Germanwings crash: Not the full story?

When I heard about the crash of Germanwings Flight GWI9525 in the French Alps on the morning of March 24th, I was shocked, but to be honest, not that shocked. It's not that I expected it to happen, but this was the fifth such incident in the last year. If that frequency is maintained, the statistically-very-low chances of meeting an untimely end on a commercial flight will have to be recalculated.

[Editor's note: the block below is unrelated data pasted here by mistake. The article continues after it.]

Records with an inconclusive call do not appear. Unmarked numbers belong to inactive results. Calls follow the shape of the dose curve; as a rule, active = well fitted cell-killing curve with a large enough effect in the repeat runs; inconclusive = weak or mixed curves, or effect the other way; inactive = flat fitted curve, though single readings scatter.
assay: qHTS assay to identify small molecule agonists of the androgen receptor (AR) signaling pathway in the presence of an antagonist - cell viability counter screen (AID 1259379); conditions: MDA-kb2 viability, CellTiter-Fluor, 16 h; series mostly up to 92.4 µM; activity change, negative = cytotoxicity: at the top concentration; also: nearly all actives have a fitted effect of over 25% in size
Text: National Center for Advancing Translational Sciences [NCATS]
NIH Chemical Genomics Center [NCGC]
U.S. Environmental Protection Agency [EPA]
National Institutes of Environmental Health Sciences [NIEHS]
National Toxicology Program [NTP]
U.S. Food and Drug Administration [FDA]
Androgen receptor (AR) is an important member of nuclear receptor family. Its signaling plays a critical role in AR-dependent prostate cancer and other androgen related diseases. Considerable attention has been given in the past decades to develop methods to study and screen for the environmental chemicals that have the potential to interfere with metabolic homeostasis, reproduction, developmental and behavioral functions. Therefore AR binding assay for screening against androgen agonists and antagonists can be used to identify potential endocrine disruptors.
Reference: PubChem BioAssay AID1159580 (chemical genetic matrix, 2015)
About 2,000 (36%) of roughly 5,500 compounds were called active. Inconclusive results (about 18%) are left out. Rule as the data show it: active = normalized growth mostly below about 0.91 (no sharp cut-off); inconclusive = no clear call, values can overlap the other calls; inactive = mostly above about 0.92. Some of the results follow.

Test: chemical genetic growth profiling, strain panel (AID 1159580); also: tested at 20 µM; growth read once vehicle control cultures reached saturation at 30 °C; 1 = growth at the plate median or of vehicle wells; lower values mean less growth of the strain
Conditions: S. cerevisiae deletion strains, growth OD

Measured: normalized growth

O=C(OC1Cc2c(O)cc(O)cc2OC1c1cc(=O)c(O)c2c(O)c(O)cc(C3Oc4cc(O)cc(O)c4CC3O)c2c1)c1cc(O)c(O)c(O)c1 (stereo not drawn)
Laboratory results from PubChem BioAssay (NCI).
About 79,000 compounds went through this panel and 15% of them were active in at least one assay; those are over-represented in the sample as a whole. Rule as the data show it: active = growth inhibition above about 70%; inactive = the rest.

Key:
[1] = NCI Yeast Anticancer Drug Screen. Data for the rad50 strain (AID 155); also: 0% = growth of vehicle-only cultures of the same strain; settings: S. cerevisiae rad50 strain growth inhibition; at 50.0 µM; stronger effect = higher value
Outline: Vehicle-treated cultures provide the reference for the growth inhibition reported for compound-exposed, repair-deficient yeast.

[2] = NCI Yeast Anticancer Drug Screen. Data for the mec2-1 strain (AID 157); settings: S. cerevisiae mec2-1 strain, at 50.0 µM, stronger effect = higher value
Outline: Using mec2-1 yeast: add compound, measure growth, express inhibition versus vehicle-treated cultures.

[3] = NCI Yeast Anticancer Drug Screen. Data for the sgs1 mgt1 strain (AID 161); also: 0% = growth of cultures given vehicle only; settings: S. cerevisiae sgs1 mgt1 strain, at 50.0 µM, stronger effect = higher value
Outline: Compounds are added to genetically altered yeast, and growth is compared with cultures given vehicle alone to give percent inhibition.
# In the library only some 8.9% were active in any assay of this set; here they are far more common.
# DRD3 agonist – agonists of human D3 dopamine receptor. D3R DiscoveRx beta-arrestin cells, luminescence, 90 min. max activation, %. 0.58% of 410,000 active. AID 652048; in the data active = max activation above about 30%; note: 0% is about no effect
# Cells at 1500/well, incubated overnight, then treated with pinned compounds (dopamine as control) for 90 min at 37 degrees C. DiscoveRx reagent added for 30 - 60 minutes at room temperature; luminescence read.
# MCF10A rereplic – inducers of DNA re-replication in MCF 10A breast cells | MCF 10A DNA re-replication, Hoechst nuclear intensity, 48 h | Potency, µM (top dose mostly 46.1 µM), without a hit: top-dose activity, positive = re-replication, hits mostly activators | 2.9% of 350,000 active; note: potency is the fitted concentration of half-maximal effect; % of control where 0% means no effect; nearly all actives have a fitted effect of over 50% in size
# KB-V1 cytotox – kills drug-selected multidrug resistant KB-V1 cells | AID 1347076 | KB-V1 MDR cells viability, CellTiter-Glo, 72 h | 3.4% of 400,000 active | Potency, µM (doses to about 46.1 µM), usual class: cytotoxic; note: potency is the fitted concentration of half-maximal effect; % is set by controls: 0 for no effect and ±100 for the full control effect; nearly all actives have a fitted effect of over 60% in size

In the immediate aftermath of the crash I, like many others around the world, waited patiently for the details. What could possibly cause a modern, albeit a little aged, first-generation Airbus A320 to suddenly drop out of the sky and slam into a mountain side? I had a few theories, among them the incapacitating effects of an 'EMP' from an exploding overhead space rock. The shocking rise in fireball/meteorite sightings over the past 10 years makes this plausible, and might well have been the cause of the crash of AF447 into the South Atlantic ocean in 2009. But I waited, and I expected to wait because investigations of this sort can, and should, take quite a while to complete.
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